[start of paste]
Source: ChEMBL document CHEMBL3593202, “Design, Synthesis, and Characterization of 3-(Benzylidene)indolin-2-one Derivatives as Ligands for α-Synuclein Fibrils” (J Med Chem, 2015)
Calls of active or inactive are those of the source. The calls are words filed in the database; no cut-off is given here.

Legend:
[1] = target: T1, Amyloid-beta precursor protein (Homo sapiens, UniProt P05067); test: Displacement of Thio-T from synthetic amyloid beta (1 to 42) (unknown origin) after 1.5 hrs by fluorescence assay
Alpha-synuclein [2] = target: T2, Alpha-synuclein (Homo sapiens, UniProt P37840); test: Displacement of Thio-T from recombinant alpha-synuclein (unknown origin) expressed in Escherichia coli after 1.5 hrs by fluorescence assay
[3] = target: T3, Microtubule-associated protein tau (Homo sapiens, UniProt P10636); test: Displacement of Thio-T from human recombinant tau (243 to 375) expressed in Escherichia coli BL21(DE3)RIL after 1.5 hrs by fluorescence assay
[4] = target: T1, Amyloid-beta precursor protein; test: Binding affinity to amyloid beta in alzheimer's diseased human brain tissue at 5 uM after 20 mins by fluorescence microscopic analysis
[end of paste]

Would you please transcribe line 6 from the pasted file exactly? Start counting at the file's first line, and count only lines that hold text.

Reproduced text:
[3] = target: T3, Microtubule-associated protein tau (Homo sapiens, UniProt P10636); test: Displacement of Thio-T from human recombinant tau (243 to 375) expressed in Escherichia coli BL21(DE3)RIL after 1.5 hrs by fluorescence assay